So, in the future, if you come across one of my books or political illustrations, and you have any questions or something to say about it, send me a letter via my publisher. I would love to hear from you! May you have many wonderful imaginative visions and dreams and find your own place in the world to share them with the rest of us.”
Good Luck and Great Life
The story of how Christopher Bing, a political and editorial illustrator, came to illustrate books for children is a fascinating one. After graduating from the Rhode Island School of Design in 1983, he immediately began work as a freelance artist; his first published illustration appeared in the Boston Globe in the spring of his senior year. Looking for a personal art project, one to stretch his own perceptions beyond the confines of the editorial page, Bing started working – with no thought of publication – on illustrations for his favorite childhood story, Helen Bannerman's Little Black Sambo, which had been read aloud to him many times by his grandfather. Receiving positive feedback on the drawings from friends and fellow artists, and notably from Henry Louis Gates, Jr., Bing encountered editor and publisher Christopher Franceschelli, who agreed to publish his illustrated version of the old story on one condition: that he publish two other books first. Bannerman's story seemed to controversial for a first book because of the many versions that had appeared over the years with racist and derogatory images.
Casting about for another illustration idea for a children's book, Bing remembered a gift his parents had given him when hew as in high school – Wallace Tripp's newly illustrated version of “Casey at the Bat.” At the time he was most interested in a note in the back of the book stating that the poem had originally appeared in the San Francisco Examiner in 1888. He wondered why no one had ever illustrated the poem as if they were reading it in a newspaper, but the idea seemed so obvious he assumed it had been done. Over time, he would look up different versions of “Casey at the Bat” in various libraries but never did find one that matched his vision. When asked by Franceschelli to come up with another idea, he says that his own version of Casey “sprang to the front of the line and started knocking on the inside of my skull shouting 'Let me out.'” Seven years later, the book was finished and met with instant success. It was named a Blue Ribbon book by the Bulletin of the Center for Children's Books and an ALA Notable Children's Book and captured a Caldecott Honor Award, a remarkable achievement for a first book. The intricate illustrations – created in pen and ink on scratchboard and overlaid with baseball memorabilia, newspaper ads, box scores, and vintage photographs – create the sensation of reading clippings in an old scrapbook found in a family attic. With its startling perspectives and historically accurate settings and clothing, the book appeared both innovative and “classic.”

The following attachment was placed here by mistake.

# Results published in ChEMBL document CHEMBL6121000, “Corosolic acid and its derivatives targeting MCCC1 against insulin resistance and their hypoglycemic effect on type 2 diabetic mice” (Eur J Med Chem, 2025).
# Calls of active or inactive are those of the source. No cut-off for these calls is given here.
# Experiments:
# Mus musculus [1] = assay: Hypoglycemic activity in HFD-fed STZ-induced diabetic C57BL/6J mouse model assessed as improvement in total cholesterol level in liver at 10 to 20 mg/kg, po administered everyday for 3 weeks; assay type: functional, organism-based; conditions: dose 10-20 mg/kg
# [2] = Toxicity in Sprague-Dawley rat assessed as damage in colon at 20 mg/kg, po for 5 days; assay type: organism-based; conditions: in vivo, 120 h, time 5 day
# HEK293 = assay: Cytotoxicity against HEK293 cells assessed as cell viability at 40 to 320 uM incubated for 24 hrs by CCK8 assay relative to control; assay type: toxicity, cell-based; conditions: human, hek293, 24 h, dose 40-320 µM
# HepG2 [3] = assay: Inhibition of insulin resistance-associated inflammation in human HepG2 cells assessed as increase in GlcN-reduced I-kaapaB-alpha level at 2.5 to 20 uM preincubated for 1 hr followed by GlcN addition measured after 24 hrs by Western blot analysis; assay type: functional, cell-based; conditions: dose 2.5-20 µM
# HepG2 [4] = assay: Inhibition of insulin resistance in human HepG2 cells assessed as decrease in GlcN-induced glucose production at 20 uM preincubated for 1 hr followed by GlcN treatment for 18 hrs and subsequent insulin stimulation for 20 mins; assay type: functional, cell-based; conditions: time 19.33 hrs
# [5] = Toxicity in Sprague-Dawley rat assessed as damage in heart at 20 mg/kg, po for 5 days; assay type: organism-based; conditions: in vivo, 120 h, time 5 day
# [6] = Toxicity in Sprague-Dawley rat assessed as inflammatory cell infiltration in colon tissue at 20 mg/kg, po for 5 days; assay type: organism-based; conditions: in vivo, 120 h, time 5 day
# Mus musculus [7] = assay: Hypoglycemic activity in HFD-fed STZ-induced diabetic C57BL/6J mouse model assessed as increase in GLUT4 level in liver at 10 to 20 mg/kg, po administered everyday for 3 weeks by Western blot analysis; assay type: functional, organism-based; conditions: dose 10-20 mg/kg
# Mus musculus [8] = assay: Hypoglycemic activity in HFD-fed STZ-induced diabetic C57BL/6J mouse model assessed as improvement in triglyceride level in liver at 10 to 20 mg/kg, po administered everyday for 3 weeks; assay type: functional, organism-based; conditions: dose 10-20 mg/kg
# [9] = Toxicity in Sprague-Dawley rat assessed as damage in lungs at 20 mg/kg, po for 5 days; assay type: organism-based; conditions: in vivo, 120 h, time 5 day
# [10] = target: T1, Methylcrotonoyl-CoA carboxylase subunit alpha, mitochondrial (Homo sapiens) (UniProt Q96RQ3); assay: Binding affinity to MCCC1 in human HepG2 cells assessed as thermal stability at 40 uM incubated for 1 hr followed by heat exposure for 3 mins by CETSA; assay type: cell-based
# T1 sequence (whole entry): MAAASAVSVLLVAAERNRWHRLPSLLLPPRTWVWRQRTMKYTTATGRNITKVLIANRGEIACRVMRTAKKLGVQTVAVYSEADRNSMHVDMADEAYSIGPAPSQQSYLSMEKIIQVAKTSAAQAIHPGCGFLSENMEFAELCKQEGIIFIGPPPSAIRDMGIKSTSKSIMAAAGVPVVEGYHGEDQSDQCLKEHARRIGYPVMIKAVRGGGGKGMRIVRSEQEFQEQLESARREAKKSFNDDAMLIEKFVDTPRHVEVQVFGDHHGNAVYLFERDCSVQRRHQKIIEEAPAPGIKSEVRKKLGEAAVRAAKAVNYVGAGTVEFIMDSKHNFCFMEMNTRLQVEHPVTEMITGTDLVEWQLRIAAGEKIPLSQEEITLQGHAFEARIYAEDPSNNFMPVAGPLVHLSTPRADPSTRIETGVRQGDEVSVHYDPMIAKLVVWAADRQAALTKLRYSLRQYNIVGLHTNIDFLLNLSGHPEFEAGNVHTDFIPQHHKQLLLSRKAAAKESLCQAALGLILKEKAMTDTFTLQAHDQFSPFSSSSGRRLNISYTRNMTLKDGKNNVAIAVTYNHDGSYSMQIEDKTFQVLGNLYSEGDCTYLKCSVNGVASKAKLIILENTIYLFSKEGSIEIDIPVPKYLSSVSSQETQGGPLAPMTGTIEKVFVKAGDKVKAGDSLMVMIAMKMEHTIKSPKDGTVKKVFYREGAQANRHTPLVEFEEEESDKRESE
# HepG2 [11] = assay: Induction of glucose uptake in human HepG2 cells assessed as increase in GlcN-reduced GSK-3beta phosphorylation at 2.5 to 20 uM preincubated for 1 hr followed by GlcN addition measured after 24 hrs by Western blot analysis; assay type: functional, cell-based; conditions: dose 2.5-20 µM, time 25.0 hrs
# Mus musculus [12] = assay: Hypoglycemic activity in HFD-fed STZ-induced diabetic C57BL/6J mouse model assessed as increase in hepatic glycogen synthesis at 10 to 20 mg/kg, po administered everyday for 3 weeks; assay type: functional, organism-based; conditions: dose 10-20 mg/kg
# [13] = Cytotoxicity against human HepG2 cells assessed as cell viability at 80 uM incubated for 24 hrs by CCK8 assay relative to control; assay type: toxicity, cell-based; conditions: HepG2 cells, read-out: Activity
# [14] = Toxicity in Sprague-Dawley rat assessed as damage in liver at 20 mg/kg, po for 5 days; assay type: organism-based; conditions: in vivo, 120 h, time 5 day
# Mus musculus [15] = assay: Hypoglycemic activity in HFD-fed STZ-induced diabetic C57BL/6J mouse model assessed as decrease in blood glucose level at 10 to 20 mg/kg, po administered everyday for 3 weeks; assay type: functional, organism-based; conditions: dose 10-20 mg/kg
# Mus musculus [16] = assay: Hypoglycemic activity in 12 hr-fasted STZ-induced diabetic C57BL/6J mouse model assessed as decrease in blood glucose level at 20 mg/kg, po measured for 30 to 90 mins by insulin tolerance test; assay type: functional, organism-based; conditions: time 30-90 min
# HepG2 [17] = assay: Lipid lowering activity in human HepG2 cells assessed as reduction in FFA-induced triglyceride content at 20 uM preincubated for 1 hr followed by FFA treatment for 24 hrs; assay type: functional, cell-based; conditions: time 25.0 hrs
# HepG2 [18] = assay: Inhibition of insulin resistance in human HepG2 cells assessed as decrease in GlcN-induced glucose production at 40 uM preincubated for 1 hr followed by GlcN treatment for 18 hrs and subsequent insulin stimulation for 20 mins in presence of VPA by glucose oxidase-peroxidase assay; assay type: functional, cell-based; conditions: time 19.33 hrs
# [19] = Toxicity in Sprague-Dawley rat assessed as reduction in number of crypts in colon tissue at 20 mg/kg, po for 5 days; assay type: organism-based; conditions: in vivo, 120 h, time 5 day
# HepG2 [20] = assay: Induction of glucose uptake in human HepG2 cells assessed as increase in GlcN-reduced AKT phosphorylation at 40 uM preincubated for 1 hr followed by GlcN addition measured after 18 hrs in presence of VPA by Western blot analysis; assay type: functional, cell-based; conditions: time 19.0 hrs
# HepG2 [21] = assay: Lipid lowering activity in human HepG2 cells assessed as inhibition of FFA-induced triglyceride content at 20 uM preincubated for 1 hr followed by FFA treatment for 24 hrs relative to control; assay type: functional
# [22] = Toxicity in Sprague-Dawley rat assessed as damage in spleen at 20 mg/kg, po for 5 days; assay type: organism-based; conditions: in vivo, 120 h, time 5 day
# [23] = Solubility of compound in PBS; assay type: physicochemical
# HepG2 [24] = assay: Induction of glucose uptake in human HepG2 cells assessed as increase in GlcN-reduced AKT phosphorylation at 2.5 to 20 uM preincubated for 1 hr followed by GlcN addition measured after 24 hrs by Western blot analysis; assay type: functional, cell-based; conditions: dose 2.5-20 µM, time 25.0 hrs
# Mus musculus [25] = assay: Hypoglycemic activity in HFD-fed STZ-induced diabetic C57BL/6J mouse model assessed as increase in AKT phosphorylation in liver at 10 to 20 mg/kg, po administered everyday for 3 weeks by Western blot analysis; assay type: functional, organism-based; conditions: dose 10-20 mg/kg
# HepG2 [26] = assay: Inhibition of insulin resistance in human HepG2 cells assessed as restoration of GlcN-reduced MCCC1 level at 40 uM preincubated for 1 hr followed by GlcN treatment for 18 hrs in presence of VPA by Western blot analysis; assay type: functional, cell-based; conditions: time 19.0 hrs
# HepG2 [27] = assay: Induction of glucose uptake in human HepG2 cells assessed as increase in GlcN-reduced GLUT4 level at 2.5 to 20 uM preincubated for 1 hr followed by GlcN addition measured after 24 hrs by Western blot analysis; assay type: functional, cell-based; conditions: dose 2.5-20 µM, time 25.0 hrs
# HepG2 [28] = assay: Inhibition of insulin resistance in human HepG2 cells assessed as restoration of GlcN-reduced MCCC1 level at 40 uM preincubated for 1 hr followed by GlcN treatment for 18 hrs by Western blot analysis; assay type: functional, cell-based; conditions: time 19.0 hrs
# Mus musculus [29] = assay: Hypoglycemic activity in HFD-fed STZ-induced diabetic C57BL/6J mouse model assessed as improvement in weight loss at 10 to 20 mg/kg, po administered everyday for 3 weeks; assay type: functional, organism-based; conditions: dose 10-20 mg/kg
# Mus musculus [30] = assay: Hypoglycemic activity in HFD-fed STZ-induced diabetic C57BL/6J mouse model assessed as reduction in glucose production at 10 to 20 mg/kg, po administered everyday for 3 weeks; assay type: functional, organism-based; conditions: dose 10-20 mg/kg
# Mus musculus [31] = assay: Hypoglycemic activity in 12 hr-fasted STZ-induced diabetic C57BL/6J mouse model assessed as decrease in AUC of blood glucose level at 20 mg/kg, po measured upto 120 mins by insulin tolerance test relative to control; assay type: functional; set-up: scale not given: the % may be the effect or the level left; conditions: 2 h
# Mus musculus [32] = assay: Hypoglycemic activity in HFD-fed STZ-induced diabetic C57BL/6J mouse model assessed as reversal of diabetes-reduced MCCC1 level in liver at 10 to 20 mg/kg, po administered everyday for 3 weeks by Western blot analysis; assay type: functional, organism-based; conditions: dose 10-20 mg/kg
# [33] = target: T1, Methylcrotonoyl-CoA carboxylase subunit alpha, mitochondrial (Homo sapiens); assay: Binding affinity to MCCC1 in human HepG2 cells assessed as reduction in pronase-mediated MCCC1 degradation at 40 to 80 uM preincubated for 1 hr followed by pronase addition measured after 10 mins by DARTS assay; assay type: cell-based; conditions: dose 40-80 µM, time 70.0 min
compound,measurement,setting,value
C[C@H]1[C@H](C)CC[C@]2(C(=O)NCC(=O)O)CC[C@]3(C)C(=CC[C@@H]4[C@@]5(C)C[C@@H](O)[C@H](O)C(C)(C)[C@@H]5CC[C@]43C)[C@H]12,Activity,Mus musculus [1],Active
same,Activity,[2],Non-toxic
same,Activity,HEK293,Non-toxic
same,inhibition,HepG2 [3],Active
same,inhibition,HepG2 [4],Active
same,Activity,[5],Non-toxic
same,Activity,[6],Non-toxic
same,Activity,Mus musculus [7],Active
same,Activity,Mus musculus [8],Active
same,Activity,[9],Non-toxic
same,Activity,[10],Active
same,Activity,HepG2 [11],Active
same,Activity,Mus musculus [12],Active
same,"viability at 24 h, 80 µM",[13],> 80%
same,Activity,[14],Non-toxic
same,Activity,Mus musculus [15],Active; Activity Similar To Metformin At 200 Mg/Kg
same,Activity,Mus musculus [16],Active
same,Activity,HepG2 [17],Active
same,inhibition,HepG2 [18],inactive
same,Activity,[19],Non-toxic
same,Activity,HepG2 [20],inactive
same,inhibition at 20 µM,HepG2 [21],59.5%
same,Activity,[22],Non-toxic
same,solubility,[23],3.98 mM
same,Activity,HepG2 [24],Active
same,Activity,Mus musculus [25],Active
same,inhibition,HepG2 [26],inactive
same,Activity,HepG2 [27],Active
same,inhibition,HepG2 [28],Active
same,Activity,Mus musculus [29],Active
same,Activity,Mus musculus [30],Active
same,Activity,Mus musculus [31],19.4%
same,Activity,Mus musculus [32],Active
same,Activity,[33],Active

For Bing's second book, he illustrated Henry Wadsworth Longfellow's poem “The Midnight Ride of Paul Revere,” again including layered images that enhance understanding of this famous episode in the early years of our country and reflect the meticulous research in Bing's artwork. This book was also named an ALA Notable Children's Book as well as a School Library Journal Best Book of the Year. And that paved the way, after a 20-year labor of love, for the publication in 2003 of Little Black Sambo. Creating a vibrant black child wandering through a mythic Indian landscape, Bing gave his protagonist a larger-than-life feel in a book that has an unusually large trim size. The boy seems to be leaping off the pages as he confronts the bullying tigers and eventually triumphs over them, winning back his elegant clothes. Bing has called Little Black Sambo the “perfect story for pre-school age boys: a brave, smart hero who is loved and has the independence to explore the world alone.”
Ever mindful of the importance of friends, mentors, and teachers in his life, Bing includes their names in his books where an old-time engraver's signature would appear. The illustrator Chris Van Allsburg's name appears in Casey because as a teacher at RISD, Van Allsburg introduced Bing to the scratchboard technique, which has given depth and texture to his pen-and-ink work. Christopher Bing lives today in Lexington, Massachusetts.
Aesthetic and Process
Op-Ed and Editorial commissions for Hardcopy (Print) and E-Press editions;